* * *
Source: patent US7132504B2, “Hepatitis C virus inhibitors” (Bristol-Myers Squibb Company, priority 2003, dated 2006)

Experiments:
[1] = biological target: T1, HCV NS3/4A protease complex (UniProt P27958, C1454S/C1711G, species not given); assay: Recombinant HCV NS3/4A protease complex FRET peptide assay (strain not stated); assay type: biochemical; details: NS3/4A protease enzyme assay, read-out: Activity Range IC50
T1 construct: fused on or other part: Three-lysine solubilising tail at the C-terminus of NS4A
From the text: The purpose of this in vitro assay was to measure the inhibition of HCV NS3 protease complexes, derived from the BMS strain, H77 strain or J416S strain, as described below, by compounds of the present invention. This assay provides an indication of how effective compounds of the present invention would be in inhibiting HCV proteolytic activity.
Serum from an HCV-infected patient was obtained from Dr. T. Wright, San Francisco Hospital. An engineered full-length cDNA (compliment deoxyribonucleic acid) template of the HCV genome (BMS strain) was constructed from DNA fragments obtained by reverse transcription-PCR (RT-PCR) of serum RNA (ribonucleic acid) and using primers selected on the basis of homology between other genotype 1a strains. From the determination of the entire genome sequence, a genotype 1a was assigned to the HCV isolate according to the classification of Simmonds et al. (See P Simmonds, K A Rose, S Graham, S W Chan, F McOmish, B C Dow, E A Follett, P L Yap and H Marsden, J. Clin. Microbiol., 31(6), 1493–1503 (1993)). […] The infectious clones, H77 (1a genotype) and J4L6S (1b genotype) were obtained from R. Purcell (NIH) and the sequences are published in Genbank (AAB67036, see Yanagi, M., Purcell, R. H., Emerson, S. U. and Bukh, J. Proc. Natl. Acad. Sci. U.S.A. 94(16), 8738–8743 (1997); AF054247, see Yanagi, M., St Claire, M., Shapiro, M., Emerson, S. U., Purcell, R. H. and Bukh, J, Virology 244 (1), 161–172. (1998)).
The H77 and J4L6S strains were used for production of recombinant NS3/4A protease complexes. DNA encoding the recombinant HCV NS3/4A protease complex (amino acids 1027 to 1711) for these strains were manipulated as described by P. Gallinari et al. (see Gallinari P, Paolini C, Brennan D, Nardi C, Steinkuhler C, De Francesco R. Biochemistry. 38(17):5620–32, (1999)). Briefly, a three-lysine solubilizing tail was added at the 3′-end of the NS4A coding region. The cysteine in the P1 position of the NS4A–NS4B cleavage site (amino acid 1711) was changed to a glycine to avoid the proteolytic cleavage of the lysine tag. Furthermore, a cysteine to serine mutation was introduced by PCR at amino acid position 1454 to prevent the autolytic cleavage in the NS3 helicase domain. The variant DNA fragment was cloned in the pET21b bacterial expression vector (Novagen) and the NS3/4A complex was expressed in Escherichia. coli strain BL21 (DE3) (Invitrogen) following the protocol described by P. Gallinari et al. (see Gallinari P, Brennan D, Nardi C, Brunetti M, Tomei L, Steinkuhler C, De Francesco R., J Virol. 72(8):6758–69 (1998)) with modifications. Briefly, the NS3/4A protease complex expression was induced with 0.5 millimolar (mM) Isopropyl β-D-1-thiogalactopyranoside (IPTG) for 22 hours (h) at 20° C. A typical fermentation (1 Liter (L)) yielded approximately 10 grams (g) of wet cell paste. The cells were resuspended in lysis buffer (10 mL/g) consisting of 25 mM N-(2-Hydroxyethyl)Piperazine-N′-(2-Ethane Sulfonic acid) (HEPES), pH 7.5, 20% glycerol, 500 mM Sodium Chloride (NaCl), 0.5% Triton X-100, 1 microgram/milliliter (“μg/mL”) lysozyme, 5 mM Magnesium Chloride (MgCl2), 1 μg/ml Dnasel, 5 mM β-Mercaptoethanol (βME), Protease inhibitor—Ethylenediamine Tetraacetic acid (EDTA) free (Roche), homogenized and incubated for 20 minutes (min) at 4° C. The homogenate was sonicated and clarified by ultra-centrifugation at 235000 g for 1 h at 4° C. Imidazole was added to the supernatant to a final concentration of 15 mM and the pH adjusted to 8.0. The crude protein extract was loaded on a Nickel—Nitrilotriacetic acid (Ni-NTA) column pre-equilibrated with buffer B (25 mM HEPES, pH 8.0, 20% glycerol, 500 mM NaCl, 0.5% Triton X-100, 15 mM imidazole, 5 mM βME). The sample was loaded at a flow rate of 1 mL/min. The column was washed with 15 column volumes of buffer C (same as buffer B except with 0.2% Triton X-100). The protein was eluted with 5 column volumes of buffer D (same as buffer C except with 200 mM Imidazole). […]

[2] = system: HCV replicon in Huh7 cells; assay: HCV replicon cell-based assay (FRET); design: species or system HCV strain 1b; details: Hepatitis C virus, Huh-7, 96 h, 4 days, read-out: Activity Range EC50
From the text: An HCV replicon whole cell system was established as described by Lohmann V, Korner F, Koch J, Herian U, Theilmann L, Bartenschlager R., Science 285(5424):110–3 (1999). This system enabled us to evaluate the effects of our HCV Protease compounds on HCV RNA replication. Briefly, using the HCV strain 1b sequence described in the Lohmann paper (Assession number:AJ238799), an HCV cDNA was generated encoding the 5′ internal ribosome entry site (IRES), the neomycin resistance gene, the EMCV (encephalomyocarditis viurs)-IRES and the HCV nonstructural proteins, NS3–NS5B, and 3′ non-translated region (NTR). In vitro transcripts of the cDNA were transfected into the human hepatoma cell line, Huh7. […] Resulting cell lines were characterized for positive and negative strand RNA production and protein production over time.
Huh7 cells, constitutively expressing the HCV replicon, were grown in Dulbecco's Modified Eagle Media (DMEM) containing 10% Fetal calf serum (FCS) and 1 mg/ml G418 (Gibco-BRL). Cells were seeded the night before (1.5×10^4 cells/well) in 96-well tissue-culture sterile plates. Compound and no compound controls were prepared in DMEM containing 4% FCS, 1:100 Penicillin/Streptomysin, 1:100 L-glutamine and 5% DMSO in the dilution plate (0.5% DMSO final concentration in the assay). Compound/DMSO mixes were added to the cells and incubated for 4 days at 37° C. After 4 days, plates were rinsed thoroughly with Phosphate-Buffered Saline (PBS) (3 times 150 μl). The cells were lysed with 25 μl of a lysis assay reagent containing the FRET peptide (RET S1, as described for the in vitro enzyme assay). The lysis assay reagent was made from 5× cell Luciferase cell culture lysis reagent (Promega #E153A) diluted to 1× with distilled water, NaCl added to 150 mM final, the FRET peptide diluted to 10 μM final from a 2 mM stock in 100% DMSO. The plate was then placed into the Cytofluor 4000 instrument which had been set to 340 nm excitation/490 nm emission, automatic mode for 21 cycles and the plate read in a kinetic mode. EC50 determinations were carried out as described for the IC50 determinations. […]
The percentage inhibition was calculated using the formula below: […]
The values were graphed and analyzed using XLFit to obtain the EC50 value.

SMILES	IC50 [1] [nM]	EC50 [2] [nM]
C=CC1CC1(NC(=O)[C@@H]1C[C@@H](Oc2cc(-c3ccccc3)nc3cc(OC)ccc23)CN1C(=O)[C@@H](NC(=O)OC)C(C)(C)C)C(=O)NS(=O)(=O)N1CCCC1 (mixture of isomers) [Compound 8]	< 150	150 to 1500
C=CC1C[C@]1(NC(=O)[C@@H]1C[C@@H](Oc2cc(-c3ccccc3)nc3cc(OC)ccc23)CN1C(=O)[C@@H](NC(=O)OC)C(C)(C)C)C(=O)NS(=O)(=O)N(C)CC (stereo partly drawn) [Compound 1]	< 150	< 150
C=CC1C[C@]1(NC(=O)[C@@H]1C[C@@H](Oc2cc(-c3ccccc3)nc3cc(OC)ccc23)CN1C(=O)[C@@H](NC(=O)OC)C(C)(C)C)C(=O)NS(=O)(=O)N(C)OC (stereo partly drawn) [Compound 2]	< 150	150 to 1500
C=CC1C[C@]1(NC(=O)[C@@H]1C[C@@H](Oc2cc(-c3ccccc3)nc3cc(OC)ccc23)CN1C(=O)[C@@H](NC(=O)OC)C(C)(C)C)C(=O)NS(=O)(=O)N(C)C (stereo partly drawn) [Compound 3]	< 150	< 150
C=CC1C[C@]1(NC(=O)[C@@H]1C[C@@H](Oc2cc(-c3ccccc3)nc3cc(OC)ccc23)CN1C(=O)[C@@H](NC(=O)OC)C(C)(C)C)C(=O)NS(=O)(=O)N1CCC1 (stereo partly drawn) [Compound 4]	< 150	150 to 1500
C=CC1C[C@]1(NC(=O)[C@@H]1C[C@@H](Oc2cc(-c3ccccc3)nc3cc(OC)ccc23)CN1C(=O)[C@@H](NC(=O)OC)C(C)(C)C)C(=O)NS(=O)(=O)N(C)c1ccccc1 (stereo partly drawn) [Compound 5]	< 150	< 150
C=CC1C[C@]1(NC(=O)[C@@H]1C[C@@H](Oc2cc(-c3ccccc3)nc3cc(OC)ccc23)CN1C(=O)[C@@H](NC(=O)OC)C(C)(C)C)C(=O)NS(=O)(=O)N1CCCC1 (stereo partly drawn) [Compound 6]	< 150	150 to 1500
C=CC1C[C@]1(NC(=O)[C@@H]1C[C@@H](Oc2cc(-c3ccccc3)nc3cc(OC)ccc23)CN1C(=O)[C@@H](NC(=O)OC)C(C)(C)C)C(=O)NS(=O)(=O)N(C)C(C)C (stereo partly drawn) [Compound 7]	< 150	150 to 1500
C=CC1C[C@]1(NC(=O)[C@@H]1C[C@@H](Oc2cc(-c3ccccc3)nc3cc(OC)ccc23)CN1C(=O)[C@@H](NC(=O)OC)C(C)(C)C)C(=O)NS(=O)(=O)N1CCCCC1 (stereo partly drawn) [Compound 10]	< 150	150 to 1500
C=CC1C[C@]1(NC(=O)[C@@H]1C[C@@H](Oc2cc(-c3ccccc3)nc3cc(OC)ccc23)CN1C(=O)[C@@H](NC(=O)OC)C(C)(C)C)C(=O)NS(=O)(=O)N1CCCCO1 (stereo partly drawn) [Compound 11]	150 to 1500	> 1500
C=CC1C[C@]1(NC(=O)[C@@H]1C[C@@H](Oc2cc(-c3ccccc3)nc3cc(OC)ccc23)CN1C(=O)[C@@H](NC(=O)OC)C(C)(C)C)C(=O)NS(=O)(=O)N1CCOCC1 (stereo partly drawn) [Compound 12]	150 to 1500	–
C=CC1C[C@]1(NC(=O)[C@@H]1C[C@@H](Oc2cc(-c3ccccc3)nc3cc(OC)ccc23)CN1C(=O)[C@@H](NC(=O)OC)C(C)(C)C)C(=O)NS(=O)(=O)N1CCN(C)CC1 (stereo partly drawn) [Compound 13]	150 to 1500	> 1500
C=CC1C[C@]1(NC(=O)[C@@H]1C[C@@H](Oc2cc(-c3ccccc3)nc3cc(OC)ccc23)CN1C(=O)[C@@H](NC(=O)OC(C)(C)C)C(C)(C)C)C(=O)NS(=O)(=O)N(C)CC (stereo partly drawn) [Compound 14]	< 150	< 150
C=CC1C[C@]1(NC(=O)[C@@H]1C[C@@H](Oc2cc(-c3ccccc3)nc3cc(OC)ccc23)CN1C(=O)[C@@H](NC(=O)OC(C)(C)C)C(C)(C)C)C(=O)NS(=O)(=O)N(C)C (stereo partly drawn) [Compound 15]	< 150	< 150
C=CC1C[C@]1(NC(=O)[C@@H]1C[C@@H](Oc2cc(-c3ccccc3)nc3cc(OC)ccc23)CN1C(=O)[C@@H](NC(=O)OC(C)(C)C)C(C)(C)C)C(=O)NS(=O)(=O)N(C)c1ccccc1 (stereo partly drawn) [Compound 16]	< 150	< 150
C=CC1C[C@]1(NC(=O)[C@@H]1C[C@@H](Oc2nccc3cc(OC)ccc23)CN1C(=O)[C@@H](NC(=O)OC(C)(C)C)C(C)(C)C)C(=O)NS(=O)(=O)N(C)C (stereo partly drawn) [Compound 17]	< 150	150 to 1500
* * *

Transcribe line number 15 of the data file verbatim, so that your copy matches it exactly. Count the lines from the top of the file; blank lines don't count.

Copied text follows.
C=CC1C[C@]1(NC(=O)[C@@H]1C[C@@H](Oc2cc(-c3ccccc3)nc3cc(OC)ccc23)CN1C(=O)[C@@H](NC(=O)OC)C(C)(C)C)C(=O)NS(=O)(=O)N(C)CC (stereo partly drawn) [Compound 1]	< 150	< 150